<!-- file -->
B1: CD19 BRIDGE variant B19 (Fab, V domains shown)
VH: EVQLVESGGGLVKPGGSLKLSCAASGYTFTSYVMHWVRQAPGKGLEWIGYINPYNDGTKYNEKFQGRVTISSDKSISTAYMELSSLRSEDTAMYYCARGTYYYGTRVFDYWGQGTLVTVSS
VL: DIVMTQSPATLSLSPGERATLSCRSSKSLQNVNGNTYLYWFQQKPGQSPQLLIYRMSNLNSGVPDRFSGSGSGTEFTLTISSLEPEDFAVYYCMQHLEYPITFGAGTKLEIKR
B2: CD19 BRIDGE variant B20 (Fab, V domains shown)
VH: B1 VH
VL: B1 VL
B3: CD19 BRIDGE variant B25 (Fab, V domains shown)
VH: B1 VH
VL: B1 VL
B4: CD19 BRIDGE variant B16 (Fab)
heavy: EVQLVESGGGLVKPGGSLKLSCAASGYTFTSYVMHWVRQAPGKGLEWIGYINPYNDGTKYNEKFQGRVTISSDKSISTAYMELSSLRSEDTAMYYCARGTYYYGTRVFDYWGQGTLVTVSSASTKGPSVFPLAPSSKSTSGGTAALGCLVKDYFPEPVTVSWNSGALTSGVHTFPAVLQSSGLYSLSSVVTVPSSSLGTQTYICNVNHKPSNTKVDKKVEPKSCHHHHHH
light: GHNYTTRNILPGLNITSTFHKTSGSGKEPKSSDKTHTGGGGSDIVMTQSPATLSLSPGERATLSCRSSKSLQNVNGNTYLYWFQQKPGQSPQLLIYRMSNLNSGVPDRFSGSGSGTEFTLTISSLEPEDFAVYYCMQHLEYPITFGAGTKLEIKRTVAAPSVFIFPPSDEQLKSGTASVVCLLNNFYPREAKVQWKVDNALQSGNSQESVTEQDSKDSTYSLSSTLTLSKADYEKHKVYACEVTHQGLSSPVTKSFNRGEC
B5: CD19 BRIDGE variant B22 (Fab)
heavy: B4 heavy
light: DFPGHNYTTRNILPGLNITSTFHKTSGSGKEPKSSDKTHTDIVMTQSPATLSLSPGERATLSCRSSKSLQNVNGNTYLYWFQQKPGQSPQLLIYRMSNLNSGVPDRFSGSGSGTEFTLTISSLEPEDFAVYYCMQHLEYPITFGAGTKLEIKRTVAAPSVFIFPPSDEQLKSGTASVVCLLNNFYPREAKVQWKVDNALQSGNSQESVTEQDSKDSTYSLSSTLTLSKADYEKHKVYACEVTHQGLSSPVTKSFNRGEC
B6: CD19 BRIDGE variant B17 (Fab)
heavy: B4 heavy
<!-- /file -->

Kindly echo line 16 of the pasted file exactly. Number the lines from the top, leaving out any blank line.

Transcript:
B6: CD19 BRIDGE variant B17 (Fab)